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7 Games Canceled in 2018 and 2019

VO: Adrian Sousa WRITTEN BY: Mark Sammut
With Telltale shutting down and EA continuing to be EA, there were a lot of really cool games cancelled in 2018 and 2019.
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Shattered promises and heartbreak, gaming edition. Welcome to MojoPlays and today we are re-opening fresh wounds by taking a look at games that – for one reason or another – were discontinued.

“Game of Thrones” Season 2

Towards the end of 2018, news broke out of Telltale Games’ closure, leaving hundreds of employees without jobs and bringing an end to a slew of in-development projects. Responsible for redefining the episodic story-driven adventure genre, Telltale had been on a noticeable decline for quite a while, but a number of announced sequels brought back interest in the studio’s work. Based on George R.R. Martin’s “A Song of Ice and Fire,” Season 1 of “Game of Thrones” is generally not considered to be among Telltale’s greatest work; nevertheless, Westeros’ rich universe offers near infinite potential for expansion. Putting aside the glitches, "Game of Thrones'" opening season had a strong narrative and the Forrester family still have stories to tell.

“Stranger Things”

Other than its cancellation, little is known about Telltale’s take on Netflix’s horror series. Announced just a couple of months prior to the studio’s shut down, “Stranger Things” embodies Telltale’s unlimited but destined to remain untapped potential. “Stranger Things'” adventurous tone is tailor-made for Telltale’s formula and “Tales from the Borderlands” proved the studio was more than capable of blending comedy, drama, and character development. While hope remains that Netflix may still pursue a spin-off game based on the streaming service’s series, the project will sadly not be titled “Stranger Things: A Telltale Game Series.”

“The Wolf Among Us” Season 2

Lastly, Telltale’s conclusion put to bed any lingering hope for a long-awaited successor to “The Wolf Among Us.” Based on a thrilling comic set in an alternate reality inhabited by mythological and literary creatures, “The Wolf Among Us’” Season 1 only scratched the surface of this universe’s potential. Despite the original game ending in 2014, many held out hope of Bigby Wolf eventually staging a comeback, and the studio rewarded this patience by announcing a follow-up in 2017. Considering what ultimately happened, the disappointment may have been easier to swallow if Season 2 had never been announced.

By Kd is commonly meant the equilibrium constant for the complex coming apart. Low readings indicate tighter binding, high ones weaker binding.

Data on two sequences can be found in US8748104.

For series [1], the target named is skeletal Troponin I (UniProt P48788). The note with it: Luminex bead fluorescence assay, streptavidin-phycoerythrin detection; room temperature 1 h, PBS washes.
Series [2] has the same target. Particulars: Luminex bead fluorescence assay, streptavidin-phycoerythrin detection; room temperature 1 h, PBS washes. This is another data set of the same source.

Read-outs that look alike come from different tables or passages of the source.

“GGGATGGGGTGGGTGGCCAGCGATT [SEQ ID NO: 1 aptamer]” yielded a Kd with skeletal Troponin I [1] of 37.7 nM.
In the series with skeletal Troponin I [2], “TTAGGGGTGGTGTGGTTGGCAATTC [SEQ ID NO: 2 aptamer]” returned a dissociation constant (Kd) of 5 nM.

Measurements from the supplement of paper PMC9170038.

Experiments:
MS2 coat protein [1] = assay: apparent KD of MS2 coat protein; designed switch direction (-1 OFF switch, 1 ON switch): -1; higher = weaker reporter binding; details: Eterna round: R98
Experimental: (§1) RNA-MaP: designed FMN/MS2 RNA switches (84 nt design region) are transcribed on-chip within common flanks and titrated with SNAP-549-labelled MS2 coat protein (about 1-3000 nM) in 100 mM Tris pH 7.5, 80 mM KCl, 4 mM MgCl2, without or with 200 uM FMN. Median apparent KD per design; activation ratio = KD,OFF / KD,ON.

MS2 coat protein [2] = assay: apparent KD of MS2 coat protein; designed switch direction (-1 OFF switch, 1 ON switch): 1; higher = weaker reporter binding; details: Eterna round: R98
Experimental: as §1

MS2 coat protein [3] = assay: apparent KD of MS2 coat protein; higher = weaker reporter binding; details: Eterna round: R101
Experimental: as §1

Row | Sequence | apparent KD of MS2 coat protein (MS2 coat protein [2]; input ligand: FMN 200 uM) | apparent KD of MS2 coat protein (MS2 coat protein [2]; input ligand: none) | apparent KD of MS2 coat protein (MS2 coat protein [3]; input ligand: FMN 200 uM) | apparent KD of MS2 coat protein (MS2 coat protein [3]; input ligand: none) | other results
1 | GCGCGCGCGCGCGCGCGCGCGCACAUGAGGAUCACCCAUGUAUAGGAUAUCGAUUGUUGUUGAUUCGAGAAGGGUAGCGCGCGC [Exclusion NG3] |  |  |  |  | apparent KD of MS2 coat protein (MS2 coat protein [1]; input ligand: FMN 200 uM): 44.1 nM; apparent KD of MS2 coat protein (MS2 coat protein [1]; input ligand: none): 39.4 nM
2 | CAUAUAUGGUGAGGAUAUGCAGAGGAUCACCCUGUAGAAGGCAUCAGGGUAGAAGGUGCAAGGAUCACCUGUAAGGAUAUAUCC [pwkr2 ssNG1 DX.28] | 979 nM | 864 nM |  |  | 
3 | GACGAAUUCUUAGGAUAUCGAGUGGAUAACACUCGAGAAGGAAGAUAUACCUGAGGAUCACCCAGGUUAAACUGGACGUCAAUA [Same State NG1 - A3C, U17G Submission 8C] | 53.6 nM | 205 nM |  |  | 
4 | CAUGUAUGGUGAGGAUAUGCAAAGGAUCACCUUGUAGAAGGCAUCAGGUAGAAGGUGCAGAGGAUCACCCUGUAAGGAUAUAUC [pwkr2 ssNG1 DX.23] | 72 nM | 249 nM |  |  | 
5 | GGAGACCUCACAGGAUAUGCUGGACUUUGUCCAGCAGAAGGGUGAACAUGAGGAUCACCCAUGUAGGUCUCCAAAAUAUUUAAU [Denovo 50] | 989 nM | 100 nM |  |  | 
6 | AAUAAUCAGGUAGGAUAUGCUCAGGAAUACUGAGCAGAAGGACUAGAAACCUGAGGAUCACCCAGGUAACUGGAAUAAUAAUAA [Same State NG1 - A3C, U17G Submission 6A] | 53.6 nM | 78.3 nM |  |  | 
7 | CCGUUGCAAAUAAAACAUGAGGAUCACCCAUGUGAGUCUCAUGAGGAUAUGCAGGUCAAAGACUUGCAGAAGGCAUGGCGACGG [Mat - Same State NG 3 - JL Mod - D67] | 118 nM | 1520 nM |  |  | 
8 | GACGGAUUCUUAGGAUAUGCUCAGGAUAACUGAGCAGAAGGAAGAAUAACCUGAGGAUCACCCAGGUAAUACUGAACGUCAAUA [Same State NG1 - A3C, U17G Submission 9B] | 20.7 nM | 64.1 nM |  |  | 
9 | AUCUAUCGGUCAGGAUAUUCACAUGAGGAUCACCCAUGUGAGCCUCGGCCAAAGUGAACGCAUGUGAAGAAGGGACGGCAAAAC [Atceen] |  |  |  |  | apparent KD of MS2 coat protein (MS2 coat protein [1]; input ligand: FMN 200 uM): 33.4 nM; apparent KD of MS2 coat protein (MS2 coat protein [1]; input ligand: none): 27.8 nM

“Paragon”

Epic Games hit the jackpot with “Fortnite’s” free-to-play battle royale mode. Unfortunately, the same cannot be said about “Paragon.” Tempting as it may be to blame the MOBA’s cancellation on the success of “Fortnite,” Epic did “Paragon’ no favors by periodically altering the core gameplay in a desperate attempt to attract a wider audience. Released into early access in 2016, “Paragon’s” player base fluctuated often and widely throughout its two-year run, as the MOBA struggled in vain to carve out a niche for itself in an oversaturated genre. In 2018, Epic shut down “Paragon’s” servers without giving the MOBA an official release, leaving a small but dedicated fan base without somewhere to call home.

“Breakaway”

Combine a healthy helping of "Rocket League," a pinch of "Dota 2," and a dash of "Defense Grid 2" to create "Breakaway," Amazon's promising multiplayer hybrid devised specifically for live streaming. Developed by "Killer Instinct's" Double Helix Games, "Breakaway's" alpha mashed together football, tower defense, and brawler elements to produce a surprisingly accessible albeit understandably rough whole. Announced in 2016, "Breakaway" was supposed to come out in 2019; unfortunately, Amazon dropped the project after admitting the game's development had failed to score a breakthrough. A successful multiplayer game is the holy grail for publishers, sadly, some are destined to be lost in the shuffle.

“Overkill’s The Walking Dead” (PlayStation 4 & Xbox One)

Towards the end of 2018, the studio behind the "Payday" franchise released the PC version of its FPS based on the "The Walking Dead" franchise, with the console ports anticipated to follow suit in 2019. At least that’s what was supposed to happen. "Overkill's The Walking Dead" garnered such a negative reception from critics and failed so spectacularly to return anything resembling a profit, the base game was actually removed from Steam by the publisher. While the story could pass for some of the show's later seasons, "Overkill's The Walking Dead's" shallow gameplay and myriad of technical issues overshadow any small positives held by the narrative.

EA’s Untitled “Star Wars” Game (Project Ragtag)

George Lucas’ franchise is no stranger to discontinued games - even after all these years, “Star Wars: 1313’s” cancellation still stings – but “Project Ragtag’s” development was marred by setbacks. Taking place somewhere between “A New Hope” and “The Empire Strikes Back,” Visceral Studios and “Uncharted’s” Amy Hennig sought to create an ambitious linear adventure with multiple playable characters, although EA also pushed for a multiplayer component. In 2017, EA shut down Visceral Studios and temporarily handed over development to EA Vancouver. Unfortunately, this only delayed the inevitable and, in 2019, “Project Ragtag” was officially canceled. Along with the death of a beloved studio, “Project Ragtag” is another case of a potentially intriguing project killed before it could take flight.
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